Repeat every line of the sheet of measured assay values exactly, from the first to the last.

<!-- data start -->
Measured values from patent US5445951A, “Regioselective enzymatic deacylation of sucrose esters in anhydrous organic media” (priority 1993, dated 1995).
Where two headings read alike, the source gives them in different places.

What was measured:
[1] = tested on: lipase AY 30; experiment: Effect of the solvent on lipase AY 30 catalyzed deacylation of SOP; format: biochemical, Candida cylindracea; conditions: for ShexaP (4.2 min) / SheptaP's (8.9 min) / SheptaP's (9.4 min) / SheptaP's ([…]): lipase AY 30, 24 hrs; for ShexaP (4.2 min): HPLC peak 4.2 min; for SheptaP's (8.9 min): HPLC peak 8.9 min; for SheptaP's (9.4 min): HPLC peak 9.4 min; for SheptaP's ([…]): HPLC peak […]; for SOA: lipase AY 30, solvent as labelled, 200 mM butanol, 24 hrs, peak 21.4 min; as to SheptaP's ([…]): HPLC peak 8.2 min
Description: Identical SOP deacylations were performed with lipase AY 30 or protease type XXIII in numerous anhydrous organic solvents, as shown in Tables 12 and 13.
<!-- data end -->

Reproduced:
Measured values from patent US5445951A, “Regioselective enzymatic deacylation of sucrose esters in anhydrous organic media” (priority 1993, dated 1995).
Where two headings read alike, the source gives them in different places.

What was measured:
[1] = tested on: lipase AY 30; experiment: Effect of the solvent on lipase AY 30 catalyzed deacylation of SOP; format: biochemical, Candida cylindracea; conditions: for ShexaP (4.2 min) / SheptaP's (8.9 min) / SheptaP's (9.4 min) / SheptaP's ([…]): lipase AY 30, 24 hrs; for ShexaP (4.2 min): HPLC peak 4.2 min; for SheptaP's (8.9 min): HPLC peak 8.9 min; for SheptaP's (9.4 min): HPLC peak 9.4 min; for SheptaP's ([…]): HPLC peak […]; for SOA: lipase AY 30, solvent as labelled, 200 mM butanol, 24 hrs, peak 21.4 min; as to SheptaP's ([…]): HPLC peak 8.2 min
Description: Identical SOP deacylations were performed with lipase AY 30 or protease type XXIII in numerous anhydrous organic solvents, as shown in Tables 12 and 13.